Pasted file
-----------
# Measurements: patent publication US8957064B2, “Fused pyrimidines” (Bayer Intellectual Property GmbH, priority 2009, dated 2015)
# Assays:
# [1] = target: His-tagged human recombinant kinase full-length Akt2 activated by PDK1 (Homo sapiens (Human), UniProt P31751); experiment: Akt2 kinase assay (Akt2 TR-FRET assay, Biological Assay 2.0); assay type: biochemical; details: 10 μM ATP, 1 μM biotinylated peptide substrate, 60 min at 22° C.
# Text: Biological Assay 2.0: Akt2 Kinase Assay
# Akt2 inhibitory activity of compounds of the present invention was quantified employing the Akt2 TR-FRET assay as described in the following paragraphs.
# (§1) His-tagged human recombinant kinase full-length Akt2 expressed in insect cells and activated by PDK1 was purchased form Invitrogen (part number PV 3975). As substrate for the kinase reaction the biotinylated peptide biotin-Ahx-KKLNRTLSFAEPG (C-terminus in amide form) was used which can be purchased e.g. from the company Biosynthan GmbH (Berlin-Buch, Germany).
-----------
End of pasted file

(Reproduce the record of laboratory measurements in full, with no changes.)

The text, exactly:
# Measurements: patent publication US8957064B2, “Fused pyrimidines” (Bayer Intellectual Property GmbH, priority 2009, dated 2015)
# Assays:
# [1] = target: His-tagged human recombinant kinase full-length Akt2 activated by PDK1 (Homo sapiens (Human), UniProt P31751); experiment: Akt2 kinase assay (Akt2 TR-FRET assay, Biological Assay 2.0); assay type: biochemical; details: 10 μM ATP, 1 μM biotinylated peptide substrate, 60 min at 22° C.
# Text: Biological Assay 2.0: Akt2 Kinase Assay
# Akt2 inhibitory activity of compounds of the present invention was quantified employing the Akt2 TR-FRET assay as described in the following paragraphs.
# (§1) His-tagged human recombinant kinase full-length Akt2 expressed in insect cells and activated by PDK1 was purchased form Invitrogen (part number PV 3975). As substrate for the kinase reaction the biotinylated peptide biotin-Ahx-KKLNRTLSFAEPG (C-terminus in amide form) was used which can be purchased e.g. from the company Biosynthan GmbH (Berlin-Buch, Germany).